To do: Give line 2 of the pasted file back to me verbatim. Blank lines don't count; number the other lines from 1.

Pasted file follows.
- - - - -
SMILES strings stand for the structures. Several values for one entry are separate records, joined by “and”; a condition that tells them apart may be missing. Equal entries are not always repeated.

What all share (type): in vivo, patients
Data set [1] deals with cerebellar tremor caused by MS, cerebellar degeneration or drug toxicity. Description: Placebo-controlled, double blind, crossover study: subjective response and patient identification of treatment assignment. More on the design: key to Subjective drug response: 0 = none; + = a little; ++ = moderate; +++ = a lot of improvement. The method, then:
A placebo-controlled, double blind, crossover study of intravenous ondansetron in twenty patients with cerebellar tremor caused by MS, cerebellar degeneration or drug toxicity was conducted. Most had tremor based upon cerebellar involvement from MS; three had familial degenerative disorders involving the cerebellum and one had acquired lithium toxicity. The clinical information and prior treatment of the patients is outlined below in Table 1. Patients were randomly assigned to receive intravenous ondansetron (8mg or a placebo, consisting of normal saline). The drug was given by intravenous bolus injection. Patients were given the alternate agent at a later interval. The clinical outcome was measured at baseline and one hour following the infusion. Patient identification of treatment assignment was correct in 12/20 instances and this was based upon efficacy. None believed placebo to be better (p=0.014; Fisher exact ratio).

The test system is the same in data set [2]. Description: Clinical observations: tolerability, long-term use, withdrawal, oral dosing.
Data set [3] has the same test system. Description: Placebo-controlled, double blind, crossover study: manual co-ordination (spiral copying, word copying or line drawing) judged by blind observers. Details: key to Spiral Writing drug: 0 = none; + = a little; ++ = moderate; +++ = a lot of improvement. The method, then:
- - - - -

What all share (type): in vivo, patients